After only a month in power, President Biden has used lethal military force in reaction to Iranian-sponsored attacks on Americans in Iraq. The strike, said to be by F-15 jets, apparently attacked buildings owned by Iraqi Shiite militia groups along the Iraqi-Syrian border. It’s worth pausing to note that those Iranian-backed Iraqi Shiite groups and not the government of Iraq control that part of the border. In other words, Iran and its proxies control a route from Iraq through Syria to Lebanon, where the largest Iranian proxy, Hezbollah, is situated. The borders have been erased. The Biden strike is a message to Iran, a warning shot against continuing attacks by the militias Tehran backs. According to press reports, Biden was presented with a range of options and chose one of the softest — a limited strike inside Syria rather than Iraq. There is a logic to this choice. First, U.S. attacks inside Iraq would likely complicate life for Prime Minister Kadhimi, whom we are generally supporting, and spur the forces hostile to any U.S. presence — not least the Iranian-allied militias — to demand that all U.S. forces be expelled. Second, should further Iranian-sponsored attacks require Biden to hit Iranian-backed forces again, this limited strike allows him to say he tried patience and restraint and they failed. But the strike inside Syria and at Iranian proxies may also send messages Biden does not intend: that the United States will never hit Tehran’s proxies inside Iraq and that it will never hit Iran. If that’s what the Iranian regime infers, they will have the militias strike again and again; they will not be deterred because they will see the attacks as nearly cost-free. The law of averages suggests that sooner or later these continued attacks will kill Americans. That’s when the president will face the need to punish Iran and truly establish deterrence; merely attacking its proxies will be inadequate. One of the key functions of the Shiite militias in Iraq is to allow Iran to attack U.S. forces while, by absorbing any penalty, keeping Iran safe. If there are a series of attacks, harming Americans and eventually killing one or more, the kind of limited response from the United States that we saw this past week will not be enough. That does not mean World War III and it does not mean American bombers over Tehran, but it does mean that Biden must contemplate striking Iranian assets rather than expendable proxy groups. Meanwhile, there was zero progress on the nuclear-negotiations front this past week. On the contrary, Iran did not agree to attend the EU-sponsored talks that the United States has agreed to attend, it limited International Atomic Energy Agency inspectors’ access to Iran, and it threatened to enrich uranium to 60 percent. Nuclear power requires enrichment to no more than 5 percent; the only use for uranium enriched to 60 percent is in preparing a nuclear weapon. The very least that can be said about President Biden’s second month in power is that we are seeing any dreams of a quick return to the 2015 Iran nuclear deal, also known as the JCPOA, and a quick resolution to U.S.-Iranian confrontations dissolve before our eyes. The president’s refusal, thus far, to lift any sanctions and his willingness to use force against Iranian proxies suggest a more realistic assessment of Iran than many feared. No doubt there will be many deep discussions, even debates, within the administration over what the next move should be. The administration’s willingness to return to the JCPOA if Iran went back into compliance with it has not moved the Islamic Republic an inch. Similarly, the administration’s reversal of the designation of the Houthis in Yemen as a terrorist group, and its decision to halt the sale of “offensive” weapons to Saudi Arabia for use in Yemen, were met with zero flexibility by the Houthis — who have carried out additional terrorist attacks since the policy changes. Down the road the administration faces an even greater challenge than what to do about attacks on Americans in Iraq. President Biden has already decided that they will be met with force, and one must assume that if the attacks continue and escalate, the counter-attacks will as well. But what about Iran’s expulsion of nuclear inspectors, which violates the Nuclear Non-Proliferation Treaty, and the “Additional Protocol” to the JCPOA (that allowed snap inspections)? What about enrichment to 60 percent, if that indeed occurs? How far down the road toward building a nuclear weapon will the administration be willing to let Iran go? That’s a hypothetical question today, but if Iran keeps going it will soon be keeping U.S. officials up at night. Biden is the fifth American president in a row, by my count, to say Iran would never be permitted to build a nuclear weapon. Unless Iran changes course he could be the first to have to prove it.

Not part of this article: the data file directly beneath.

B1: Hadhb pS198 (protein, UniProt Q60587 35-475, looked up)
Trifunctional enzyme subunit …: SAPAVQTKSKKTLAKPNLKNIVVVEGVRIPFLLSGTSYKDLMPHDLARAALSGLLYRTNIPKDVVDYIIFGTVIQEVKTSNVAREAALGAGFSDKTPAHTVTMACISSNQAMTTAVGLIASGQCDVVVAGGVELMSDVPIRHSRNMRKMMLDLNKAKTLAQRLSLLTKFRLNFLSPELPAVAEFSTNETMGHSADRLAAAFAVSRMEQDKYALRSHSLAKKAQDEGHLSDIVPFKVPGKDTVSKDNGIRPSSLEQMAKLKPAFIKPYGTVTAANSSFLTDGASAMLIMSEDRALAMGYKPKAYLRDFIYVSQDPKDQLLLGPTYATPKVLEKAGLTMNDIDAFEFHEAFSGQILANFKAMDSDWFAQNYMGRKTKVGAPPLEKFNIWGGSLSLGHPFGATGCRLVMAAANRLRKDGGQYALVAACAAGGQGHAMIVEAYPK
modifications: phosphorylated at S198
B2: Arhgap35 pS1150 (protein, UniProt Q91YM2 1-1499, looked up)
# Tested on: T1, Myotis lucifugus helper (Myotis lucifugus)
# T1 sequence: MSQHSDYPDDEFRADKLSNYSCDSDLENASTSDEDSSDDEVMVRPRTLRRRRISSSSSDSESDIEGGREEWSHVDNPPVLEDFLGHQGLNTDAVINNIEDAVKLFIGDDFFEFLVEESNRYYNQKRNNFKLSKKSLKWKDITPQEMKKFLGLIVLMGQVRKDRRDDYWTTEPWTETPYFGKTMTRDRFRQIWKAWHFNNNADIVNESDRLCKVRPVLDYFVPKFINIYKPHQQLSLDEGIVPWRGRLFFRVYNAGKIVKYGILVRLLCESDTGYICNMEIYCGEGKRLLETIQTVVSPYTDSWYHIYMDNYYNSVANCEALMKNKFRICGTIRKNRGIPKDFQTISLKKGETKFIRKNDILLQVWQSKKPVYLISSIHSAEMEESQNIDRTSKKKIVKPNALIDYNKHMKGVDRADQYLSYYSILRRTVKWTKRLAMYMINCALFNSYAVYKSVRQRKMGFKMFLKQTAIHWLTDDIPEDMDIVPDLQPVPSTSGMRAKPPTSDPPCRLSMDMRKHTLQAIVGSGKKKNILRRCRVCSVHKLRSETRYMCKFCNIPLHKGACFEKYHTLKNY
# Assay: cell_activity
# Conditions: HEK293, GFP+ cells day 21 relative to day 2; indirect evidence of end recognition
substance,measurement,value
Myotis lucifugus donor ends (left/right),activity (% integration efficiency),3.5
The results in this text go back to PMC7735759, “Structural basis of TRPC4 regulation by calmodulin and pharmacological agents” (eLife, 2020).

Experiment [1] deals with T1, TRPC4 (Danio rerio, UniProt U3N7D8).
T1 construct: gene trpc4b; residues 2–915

Residents of an Indian slum thought they were getting vaccinated like everyone else but were unknowingly part of a clinical trial
After a white van advertised COVID-19 vaccines to a central-Indian slum, many of its residents feel duped after finding out they were in a trial.
- Associated Press
Kyle Connor scored twice and the Winnipeg Jets spoiled Dominique Ducharme's debut as Montreal's coach, rallying to beat the Canadiens 6-3 on Thursday night to open a two-game series. The Jets rallied after Montreal took a 2-0 lead into the second period.